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Multiple-choice test items are not a panacea. They have advantages and limitations just as any
other type of test item. Teachers need to be aware of these characteristics in order to use
multiple-choice items effectively.
Versatility. Multiple-choice test items are appropriate for use in many different subject-matter
areas, and can be used to measure a great variety of educational objectives. They are adaptable to
various levels of learning outcomes, from simple recall of knowledge to more complex levels,
such as the student's ability to:

Analyze phenomena

Apply principles to new situations

Comprehend concepts and principles

Discriminate between fact and opinion

Interpret cause-and-effect relationships

Interpret charts and graphs

Judge the relevance of information

Make inferences from given data

Solve problems
The difficulty of multiple-choice items can be controlled by changing the alternatives, since the
more homogeneous the alternatives, the finer the distinction the students must make in order to
identify the correct answer. Multiple-choice items are amenable to item analysis, which enables
the teacher to improve the item by replacing distractors that are not functioning properly. In
addition, the distractors chosen by the student may be used to diagnose misconceptions of the
student or weaknesses in the teacher's instruction.
Validity. In general, it takes much longer to respond to an essay test question than it does to
respond to a multiple-choice test item, since the composing and recording of an essay answer is
such a slow process. A student is therefore able to answer many multiple-choice items in the
time it would take to answer a single essay question. This feature enables the teacher using
multiple-choice items to test a broader sample of course content in a given amount of testing
time. Consequently, the test scores will likely be more representative of the students' overall
achievement in the course.
Reliability. Well-written multiple-choice test items compare favorably with other test item types
on the issue of reliability. They are less susceptible to guessing than are true-false test items, and
therefore capable of producing more reliable scores. Their scoring is more clear-cut than short-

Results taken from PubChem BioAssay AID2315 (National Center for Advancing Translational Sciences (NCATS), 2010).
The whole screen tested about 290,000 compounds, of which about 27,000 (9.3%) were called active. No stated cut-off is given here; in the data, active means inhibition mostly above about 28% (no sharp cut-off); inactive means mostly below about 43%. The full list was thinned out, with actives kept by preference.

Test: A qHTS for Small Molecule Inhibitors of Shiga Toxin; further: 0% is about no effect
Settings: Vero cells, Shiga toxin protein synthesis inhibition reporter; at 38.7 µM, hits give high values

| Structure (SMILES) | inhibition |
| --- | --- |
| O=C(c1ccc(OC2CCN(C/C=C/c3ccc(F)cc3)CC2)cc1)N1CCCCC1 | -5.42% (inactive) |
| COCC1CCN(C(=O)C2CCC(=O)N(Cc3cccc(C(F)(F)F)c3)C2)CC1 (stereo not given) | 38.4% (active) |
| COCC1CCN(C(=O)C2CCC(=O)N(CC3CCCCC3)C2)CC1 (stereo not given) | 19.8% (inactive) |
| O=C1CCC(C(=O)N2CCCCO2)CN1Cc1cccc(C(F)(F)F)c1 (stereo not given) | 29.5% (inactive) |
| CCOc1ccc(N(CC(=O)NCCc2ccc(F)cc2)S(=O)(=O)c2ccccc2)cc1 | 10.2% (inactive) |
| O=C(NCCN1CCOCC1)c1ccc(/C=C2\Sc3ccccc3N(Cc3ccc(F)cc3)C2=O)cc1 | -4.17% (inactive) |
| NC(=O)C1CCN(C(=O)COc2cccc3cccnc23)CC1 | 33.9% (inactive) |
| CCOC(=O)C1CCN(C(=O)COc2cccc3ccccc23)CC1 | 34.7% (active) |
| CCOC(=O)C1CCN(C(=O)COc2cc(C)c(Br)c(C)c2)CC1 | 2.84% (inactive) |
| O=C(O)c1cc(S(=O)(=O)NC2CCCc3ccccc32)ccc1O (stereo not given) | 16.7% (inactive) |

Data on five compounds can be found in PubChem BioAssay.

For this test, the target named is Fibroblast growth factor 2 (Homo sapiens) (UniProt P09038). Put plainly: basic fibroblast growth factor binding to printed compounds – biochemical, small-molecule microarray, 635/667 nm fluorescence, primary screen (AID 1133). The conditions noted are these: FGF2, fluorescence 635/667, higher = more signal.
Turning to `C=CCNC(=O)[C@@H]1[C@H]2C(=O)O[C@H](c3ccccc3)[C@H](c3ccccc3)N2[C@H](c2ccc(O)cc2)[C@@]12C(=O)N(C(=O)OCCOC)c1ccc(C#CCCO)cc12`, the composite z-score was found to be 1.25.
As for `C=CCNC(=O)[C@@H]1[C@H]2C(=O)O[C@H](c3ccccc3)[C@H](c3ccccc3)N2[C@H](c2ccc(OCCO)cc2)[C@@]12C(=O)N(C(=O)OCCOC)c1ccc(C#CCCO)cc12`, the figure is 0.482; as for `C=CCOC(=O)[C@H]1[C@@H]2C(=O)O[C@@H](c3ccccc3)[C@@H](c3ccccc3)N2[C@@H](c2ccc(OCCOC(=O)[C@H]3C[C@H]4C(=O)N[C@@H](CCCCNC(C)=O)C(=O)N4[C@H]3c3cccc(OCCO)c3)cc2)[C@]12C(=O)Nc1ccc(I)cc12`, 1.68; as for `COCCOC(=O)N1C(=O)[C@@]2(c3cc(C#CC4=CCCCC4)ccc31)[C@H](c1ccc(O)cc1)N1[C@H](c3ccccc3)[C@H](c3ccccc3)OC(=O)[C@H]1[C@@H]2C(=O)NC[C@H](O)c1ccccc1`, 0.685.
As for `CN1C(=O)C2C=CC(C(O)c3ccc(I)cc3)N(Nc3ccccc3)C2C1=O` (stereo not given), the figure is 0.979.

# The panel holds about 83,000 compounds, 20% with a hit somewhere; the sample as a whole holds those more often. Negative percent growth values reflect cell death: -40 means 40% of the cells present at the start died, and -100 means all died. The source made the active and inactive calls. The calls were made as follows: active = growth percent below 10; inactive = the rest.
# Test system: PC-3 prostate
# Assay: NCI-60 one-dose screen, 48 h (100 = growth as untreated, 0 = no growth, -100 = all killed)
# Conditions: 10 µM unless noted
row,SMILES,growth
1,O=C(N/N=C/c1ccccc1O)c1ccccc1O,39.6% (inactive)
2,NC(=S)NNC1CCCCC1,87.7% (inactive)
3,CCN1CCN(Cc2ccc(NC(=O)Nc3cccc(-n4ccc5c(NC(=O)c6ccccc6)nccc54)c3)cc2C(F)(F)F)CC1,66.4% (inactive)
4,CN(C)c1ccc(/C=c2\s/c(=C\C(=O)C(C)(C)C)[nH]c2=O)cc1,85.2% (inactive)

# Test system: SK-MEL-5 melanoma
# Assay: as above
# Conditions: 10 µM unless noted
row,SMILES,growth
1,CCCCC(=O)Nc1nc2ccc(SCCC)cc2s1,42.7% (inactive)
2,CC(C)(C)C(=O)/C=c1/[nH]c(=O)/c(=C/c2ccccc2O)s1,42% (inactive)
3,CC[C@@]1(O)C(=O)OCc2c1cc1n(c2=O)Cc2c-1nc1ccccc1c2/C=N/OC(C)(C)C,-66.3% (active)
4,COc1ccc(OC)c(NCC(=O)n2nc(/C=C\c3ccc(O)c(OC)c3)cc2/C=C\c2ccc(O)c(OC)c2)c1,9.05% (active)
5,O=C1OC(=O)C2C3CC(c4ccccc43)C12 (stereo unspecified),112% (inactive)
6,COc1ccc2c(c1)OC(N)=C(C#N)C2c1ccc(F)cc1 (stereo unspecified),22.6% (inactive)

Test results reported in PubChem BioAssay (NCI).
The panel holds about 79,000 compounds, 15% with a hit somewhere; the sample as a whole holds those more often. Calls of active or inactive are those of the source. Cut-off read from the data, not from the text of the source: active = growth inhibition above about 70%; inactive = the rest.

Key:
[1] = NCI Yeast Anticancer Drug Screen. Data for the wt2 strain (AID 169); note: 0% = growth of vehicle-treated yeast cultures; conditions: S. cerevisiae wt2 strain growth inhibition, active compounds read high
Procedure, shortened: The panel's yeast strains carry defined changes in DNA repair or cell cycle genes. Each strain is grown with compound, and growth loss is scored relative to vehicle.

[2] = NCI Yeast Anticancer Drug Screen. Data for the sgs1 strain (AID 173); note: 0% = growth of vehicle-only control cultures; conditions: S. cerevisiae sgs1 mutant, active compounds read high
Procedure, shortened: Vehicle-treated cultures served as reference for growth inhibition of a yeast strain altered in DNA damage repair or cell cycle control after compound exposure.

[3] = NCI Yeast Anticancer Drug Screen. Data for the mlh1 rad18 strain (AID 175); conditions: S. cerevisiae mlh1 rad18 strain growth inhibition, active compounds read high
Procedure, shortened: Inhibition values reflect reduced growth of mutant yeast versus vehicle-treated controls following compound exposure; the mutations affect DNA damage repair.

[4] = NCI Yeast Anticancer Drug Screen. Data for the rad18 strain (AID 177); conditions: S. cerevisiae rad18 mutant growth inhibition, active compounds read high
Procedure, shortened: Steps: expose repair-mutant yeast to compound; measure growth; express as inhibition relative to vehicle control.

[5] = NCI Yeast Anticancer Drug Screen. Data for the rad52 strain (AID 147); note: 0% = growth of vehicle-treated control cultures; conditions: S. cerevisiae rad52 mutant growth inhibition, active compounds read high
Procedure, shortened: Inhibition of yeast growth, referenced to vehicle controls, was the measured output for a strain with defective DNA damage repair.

answer test item scoring because there are no misspelled or partial answers to deal with. Since
multiple-choice items are objectively scored, they are not affected by scorer inconsistencies as
are essay questions, and they are essentially immune to the influence of bluffing and writing
ability factors, both of which can lower the reliability of essay test scores.
Efficiency. Multiple-choice items are amenable to rapid scoring, which is often done by scoring
machines. This expedites the reporting of test results to the student so that any follow-up
clarification of instruction may be done before the course has proceeded much further. Essay
questions, on the other hand, must be graded manually, one at a time.
Versatility. Since the student selects a response from a list of alternatives rather than supplying
or constructing a response, multiple-choice test items are not adaptable to measuring certain
learning outcomes, such as the student's ability to:

Articulate explanations

Display thought processes

Furnish information

Organize personal thoughts

Perform a specific task

Produce original ideas

Provide examples
Such learning outcomes are better measured by short answer or essay questions, or by
performance tests.
Reliability. Although they are less susceptible to guessing than are true false-test items,
multiple-choice items are still affected to a certain extent. This guessing factor reduces the
reliability of multiple-choice item scores somewhat, but increasing the number of items on the
test offsets this reduction in reliability. The following table illustrates this principle.